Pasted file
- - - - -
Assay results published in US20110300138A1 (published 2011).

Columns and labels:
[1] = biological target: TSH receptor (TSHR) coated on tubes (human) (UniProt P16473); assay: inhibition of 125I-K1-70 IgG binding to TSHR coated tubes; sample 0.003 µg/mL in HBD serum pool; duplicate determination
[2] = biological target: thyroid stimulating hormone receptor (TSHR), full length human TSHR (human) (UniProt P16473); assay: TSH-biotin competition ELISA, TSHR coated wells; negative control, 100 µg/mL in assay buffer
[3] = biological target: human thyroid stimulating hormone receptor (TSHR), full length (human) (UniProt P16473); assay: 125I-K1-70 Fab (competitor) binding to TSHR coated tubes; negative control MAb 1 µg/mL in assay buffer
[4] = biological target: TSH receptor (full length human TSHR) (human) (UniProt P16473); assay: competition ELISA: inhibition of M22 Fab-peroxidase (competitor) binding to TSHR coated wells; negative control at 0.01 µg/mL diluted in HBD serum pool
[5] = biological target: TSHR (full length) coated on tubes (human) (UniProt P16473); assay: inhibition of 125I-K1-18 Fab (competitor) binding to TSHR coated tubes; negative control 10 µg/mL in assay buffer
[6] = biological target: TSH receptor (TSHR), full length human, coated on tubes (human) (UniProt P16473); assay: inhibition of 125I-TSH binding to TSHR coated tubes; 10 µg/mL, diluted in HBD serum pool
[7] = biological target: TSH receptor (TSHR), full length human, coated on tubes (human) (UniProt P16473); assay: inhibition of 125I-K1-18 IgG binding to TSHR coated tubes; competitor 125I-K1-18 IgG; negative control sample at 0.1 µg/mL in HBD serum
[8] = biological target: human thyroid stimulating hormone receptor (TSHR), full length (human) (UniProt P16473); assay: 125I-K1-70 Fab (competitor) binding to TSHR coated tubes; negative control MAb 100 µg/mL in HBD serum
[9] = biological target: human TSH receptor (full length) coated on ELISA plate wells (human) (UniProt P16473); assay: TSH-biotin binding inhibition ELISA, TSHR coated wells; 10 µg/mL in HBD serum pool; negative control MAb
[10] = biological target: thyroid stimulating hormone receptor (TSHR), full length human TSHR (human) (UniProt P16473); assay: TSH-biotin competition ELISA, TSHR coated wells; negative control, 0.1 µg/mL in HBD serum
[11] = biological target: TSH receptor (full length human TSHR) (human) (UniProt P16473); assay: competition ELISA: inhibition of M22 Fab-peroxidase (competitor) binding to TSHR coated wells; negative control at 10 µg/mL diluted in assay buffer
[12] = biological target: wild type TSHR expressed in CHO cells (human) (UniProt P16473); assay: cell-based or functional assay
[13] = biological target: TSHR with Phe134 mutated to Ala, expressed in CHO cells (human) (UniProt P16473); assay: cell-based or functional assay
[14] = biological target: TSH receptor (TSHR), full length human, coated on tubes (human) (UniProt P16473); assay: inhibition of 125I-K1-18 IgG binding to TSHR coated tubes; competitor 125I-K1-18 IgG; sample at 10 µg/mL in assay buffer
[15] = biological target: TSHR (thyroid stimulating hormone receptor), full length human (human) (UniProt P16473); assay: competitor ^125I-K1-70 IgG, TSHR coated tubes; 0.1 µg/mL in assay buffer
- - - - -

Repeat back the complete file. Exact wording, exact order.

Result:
Assay results published in US20110300138A1 (published 2011).

Columns and labels:
[1] = biological target: TSH receptor (TSHR) coated on tubes (human) (UniProt P16473); assay: inhibition of 125I-K1-70 IgG binding to TSHR coated tubes; sample 0.003 µg/mL in HBD serum pool; duplicate determination
[2] = biological target: thyroid stimulating hormone receptor (TSHR), full length human TSHR (human) (UniProt P16473); assay: TSH-biotin competition ELISA, TSHR coated wells; negative control, 100 µg/mL in assay buffer
[3] = biological target: human thyroid stimulating hormone receptor (TSHR), full length (human) (UniProt P16473); assay: 125I-K1-70 Fab (competitor) binding to TSHR coated tubes; negative control MAb 1 µg/mL in assay buffer
[4] = biological target: TSH receptor (full length human TSHR) (human) (UniProt P16473); assay: competition ELISA: inhibition of M22 Fab-peroxidase (competitor) binding to TSHR coated wells; negative control at 0.01 µg/mL diluted in HBD serum pool
[5] = biological target: TSHR (full length) coated on tubes (human) (UniProt P16473); assay: inhibition of 125I-K1-18 Fab (competitor) binding to TSHR coated tubes; negative control 10 µg/mL in assay buffer
[6] = biological target: TSH receptor (TSHR), full length human, coated on tubes (human) (UniProt P16473); assay: inhibition of 125I-TSH binding to TSHR coated tubes; 10 µg/mL, diluted in HBD serum pool
[7] = biological target: TSH receptor (TSHR), full length human, coated on tubes (human) (UniProt P16473); assay: inhibition of 125I-K1-18 IgG binding to TSHR coated tubes; competitor 125I-K1-18 IgG; negative control sample at 0.1 µg/mL in HBD serum
[8] = biological target: human thyroid stimulating hormone receptor (TSHR), full length (human) (UniProt P16473); assay: 125I-K1-70 Fab (competitor) binding to TSHR coated tubes; negative control MAb 100 µg/mL in HBD serum
[9] = biological target: human TSH receptor (full length) coated on ELISA plate wells (human) (UniProt P16473); assay: TSH-biotin binding inhibition ELISA, TSHR coated wells; 10 µg/mL in HBD serum pool; negative control MAb
[10] = biological target: thyroid stimulating hormone receptor (TSHR), full length human TSHR (human) (UniProt P16473); assay: TSH-biotin competition ELISA, TSHR coated wells; negative control, 0.1 µg/mL in HBD serum
[11] = biological target: TSH receptor (full length human TSHR) (human) (UniProt P16473); assay: competition ELISA: inhibition of M22 Fab-peroxidase (competitor) binding to TSHR coated wells; negative control at 10 µg/mL diluted in assay buffer
[12] = biological target: wild type TSHR expressed in CHO cells (human) (UniProt P16473); assay: cell-based or functional assay
[13] = biological target: TSHR with Phe134 mutated to Ala, expressed in CHO cells (human) (UniProt P16473); assay: cell-based or functional assay
[14] = biological target: TSH receptor (TSHR), full length human, coated on tubes (human) (UniProt P16473); assay: inhibition of 125I-K1-18 IgG binding to TSHR coated tubes; competitor 125I-K1-18 IgG; sample at 10 µg/mL in assay buffer
[15] = biological target: TSHR (thyroid stimulating hormone receptor), full length human (human) (UniProt P16473); assay: competitor ^125I-K1-70 IgG, TSHR coated tubes; 0.1 µg/mL in assay buffer